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“Who run(s) the world?” Depends who you ask. Some might say men. Instead of who we might consider what runs the world. Some might say money. While Beyoncé’s feminist anthem provides us with yet another answer—GIRLS—this semester, we– students encompassing a spectrum of class levels and majors–will consider this question in regards to how power impacts the circulation of representations. We will read, watch, and listen about lived experiences of gender, race, and class in an international context to develop our understanding of power as world citizens. We will engage with a spectrum of cultural texts including literature, film, and music to more deeply understand how people, from political figures to children, perform power, and consider what that means for identity and equality. The texts we will explore investigate diversity within many contexts including the performance of power on global and national levels, by considering political figures’ impact, to local levels, by reading and listening to stories of everyday lives and small acts of resistance. Inevitably, we will engage issues of power from multiple points of view, contextualized with historical developments as well as closer consideration of social, political, and economic systems.

We established a few common values for our class community this semester:

  • Privilege exists, and it resides in systems and individual experiences.
  • Oppression exists, and it resides in systems and individual experiences.
  • Intersectionality— an understanding of human beings as shaped by the interaction of different social locations—race/ethnicity, Indigeneity, gender, class, sexuality, geography, age, disability/ability, migration status, religion, etc– is essential.
  • The personal is political.

Three terms– Power, Performance, & World—are important to keep in mind for the work we’re doing throughout this semester. We must establish a jumping off point for these terms, and our definitions of them will continue to evolve as we engage with different texts.

First—power. We are going to think about this term through an Igbo word that Chimamanda Ngozi Adichie’s uses—“Nkali”—to understand the global power structures. She explains that:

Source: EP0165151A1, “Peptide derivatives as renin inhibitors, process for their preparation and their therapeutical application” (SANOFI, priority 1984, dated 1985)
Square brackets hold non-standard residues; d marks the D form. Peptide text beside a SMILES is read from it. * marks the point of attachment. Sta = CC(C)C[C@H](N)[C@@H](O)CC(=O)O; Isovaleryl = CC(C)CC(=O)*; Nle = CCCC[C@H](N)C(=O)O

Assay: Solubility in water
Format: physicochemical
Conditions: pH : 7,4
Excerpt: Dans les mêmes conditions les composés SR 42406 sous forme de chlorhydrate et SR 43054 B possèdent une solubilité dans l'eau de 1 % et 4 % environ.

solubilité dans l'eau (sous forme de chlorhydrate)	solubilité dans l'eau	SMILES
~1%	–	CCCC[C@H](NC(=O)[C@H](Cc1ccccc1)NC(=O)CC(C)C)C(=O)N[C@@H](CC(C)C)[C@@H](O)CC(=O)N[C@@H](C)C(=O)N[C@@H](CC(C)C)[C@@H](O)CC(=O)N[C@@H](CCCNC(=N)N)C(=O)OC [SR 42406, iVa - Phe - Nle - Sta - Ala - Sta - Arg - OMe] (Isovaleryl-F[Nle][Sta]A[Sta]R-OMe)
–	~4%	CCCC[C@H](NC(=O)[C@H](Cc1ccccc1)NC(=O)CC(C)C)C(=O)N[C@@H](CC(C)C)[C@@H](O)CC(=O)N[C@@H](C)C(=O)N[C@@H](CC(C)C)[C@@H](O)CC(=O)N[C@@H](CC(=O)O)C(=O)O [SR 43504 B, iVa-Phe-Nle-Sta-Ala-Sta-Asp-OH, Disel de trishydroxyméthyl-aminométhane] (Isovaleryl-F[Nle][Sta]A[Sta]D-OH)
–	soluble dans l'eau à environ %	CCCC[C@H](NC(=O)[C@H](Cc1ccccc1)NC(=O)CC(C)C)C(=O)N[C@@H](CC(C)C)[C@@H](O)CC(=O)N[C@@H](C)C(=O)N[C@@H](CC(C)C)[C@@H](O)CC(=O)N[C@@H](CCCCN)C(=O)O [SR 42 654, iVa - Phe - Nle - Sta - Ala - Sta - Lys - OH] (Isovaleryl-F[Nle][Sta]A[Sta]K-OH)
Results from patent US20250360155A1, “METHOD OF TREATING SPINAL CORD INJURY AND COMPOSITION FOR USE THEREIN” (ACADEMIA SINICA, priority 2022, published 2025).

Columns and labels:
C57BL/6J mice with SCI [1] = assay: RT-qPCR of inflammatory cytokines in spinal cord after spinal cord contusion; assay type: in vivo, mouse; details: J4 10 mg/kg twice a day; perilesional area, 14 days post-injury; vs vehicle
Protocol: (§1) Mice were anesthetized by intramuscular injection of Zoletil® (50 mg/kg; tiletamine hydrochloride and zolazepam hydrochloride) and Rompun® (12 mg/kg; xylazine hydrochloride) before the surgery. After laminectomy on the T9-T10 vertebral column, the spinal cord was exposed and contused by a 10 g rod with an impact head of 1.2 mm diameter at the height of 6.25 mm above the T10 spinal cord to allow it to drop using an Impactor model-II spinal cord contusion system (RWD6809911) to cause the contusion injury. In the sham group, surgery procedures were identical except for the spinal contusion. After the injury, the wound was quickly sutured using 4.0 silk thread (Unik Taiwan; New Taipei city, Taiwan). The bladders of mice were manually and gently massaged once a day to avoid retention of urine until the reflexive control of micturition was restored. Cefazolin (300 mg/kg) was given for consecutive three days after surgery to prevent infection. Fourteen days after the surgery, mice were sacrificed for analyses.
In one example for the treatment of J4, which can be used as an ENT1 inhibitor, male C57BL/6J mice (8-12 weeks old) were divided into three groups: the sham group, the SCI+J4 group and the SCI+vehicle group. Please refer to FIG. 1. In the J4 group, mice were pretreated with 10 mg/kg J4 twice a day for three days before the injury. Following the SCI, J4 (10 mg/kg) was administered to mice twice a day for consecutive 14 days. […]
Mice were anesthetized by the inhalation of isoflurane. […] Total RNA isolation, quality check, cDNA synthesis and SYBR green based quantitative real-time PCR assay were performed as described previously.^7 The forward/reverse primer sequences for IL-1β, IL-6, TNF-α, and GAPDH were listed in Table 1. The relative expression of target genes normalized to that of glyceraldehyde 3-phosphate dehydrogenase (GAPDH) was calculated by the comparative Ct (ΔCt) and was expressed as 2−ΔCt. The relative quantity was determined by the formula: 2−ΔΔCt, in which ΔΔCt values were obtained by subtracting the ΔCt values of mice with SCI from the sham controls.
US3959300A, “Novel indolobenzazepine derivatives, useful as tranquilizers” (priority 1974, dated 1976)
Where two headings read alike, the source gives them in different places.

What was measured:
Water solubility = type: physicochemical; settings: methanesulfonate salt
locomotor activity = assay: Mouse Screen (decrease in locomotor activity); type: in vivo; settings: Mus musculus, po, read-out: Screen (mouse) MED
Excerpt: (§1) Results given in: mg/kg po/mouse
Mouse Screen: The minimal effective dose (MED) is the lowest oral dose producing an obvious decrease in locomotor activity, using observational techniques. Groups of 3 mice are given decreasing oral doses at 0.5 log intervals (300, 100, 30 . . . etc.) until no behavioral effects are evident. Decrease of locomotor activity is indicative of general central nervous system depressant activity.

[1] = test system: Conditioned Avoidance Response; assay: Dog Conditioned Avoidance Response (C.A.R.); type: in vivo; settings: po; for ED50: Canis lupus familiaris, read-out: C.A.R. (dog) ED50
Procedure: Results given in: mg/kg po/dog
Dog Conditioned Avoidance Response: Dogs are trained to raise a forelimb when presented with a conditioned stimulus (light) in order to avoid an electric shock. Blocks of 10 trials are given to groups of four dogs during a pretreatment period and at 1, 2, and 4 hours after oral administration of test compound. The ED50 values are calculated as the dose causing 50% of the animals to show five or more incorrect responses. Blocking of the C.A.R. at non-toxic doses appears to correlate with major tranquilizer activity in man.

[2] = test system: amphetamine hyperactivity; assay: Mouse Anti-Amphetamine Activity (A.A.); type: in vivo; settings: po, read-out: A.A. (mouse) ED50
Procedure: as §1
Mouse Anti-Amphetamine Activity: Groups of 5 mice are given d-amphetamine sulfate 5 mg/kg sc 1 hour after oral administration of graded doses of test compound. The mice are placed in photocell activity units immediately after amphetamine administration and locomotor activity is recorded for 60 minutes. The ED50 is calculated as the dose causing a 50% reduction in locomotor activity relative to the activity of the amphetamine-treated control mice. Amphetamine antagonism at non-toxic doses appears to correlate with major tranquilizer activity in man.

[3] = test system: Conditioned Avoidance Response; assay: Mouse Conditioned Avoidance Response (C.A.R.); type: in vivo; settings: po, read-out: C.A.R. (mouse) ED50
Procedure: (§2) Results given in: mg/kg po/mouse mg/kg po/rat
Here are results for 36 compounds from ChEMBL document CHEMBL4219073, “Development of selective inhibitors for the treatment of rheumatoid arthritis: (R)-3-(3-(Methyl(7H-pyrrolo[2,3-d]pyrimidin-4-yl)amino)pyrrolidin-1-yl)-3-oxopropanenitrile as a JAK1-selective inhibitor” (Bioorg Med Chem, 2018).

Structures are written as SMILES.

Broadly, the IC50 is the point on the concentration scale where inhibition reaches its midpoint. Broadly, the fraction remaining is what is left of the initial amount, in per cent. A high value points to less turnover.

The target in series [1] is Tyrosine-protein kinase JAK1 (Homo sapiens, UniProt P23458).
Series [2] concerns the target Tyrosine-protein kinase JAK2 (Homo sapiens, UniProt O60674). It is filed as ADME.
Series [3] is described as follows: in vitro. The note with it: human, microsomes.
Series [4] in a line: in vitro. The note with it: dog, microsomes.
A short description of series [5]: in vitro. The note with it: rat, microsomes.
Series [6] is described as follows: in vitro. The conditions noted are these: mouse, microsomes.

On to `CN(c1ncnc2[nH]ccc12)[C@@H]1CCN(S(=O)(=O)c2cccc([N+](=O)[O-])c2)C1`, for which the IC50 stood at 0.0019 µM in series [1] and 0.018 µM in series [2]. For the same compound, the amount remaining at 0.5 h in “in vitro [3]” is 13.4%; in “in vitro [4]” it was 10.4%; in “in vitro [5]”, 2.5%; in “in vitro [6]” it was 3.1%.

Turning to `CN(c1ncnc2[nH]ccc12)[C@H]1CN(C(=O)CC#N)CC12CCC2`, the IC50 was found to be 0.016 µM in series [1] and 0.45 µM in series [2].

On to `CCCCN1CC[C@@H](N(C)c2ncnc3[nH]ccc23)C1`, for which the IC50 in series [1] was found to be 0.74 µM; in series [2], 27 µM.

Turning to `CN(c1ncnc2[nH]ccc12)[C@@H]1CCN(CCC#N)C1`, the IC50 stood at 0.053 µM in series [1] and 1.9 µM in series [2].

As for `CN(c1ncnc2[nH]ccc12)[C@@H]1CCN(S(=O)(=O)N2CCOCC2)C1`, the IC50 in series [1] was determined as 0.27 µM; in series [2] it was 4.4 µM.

It’s a noun that loosely translates to “to be greater than another.” Like our economic and political worlds, stories too are defined by the principle of nkali: How they are told, who tells them, when they’re told, how many stories are told, are really dependent on power.

Power is the ability not just to tell the story of another person, but to make it the definitive story of that person. A tangible example that Adichie uses is: if you want to dispossess a people, the simplest way to do it is tell their story and start with “secondly.” For example, “start the story with the arrows of the Native Americans, not the arrival of the British, and you have an entirely different story.”

Second—performance. We are going to use Elin Diamond’s understanding of performance from her book Unmaking Mimesis: Essays on Feminism and Theater from 1997. These Q’s are important because you can use them to lead discussion for all of the texts we’ll be engaging with this semester:

Who is speaking and who is listening? Whose body is in view and whose is not? What is being represented, how, and with what effects? Who or what is in control?

Finally—world. Ta-Nehisi Coates begins his letter to his son, titled in publication, Between the World and Me, with a Richard Wright Poem.

…And one morning while in the woods I stumbled suddenly upon the thing. Stumbled upon it in a grassy clearing guarded by scaly oaks and elms. And the sooty details of the scene rose, thrusting themselves between the world and me…

The “world” here becomes something defined by difference, the materiality of the separation between the individual and the “world” is literal soot, the earth, irritated by human violence, highlighting Coates’ difference as well.

Coates describes his son cries after hearing that Michael Brown’s killers would go free. He says in his letter to his son: “What I told you is what your grandparents tried to tell me: that this is your country, that this is your world, that this is your body, and you must find some way to live within all of it.”